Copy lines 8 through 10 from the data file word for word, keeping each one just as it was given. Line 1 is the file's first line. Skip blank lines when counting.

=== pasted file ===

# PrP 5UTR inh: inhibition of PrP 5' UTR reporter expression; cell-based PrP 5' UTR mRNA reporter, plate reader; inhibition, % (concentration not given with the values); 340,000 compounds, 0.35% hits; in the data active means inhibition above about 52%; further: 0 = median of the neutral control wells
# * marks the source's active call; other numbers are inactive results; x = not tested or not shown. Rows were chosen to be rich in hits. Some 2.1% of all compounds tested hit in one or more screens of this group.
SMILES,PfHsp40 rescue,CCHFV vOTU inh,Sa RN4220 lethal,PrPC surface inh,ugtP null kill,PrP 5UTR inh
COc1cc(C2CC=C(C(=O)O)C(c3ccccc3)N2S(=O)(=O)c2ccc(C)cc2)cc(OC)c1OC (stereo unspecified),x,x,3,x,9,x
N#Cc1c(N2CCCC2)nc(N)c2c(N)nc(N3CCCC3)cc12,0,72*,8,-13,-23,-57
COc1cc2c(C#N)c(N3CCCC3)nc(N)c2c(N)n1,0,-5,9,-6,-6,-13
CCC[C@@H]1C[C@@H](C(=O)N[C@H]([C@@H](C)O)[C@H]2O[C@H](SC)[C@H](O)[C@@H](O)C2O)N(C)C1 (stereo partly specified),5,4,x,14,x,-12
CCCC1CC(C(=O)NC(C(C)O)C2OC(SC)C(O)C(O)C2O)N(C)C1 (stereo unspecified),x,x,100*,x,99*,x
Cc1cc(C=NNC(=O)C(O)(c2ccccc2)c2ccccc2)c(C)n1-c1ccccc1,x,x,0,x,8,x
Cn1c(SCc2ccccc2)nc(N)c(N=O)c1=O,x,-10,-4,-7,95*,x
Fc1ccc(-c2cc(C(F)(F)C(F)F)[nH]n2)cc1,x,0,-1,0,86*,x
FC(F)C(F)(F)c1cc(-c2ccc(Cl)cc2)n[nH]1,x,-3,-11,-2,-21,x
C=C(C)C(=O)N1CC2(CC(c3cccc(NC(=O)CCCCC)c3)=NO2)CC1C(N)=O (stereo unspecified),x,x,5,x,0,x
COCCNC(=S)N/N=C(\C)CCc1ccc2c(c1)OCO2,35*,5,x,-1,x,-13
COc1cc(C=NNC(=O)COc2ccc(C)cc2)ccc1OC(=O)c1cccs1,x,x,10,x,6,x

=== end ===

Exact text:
CCCC1CC(C(=O)NC(C(C)O)C2OC(SC)C(O)C(O)C2O)N(C)C1 (stereo unspecified),x,x,100*,x,99*,x
Cc1cc(C=NNC(=O)C(O)(c2ccccc2)c2ccccc2)c(C)n1-c1ccccc1,x,x,0,x,8,x
Cn1c(SCc2ccccc2)nc(N)c(N=O)c1=O,x,-10,-4,-7,95*,x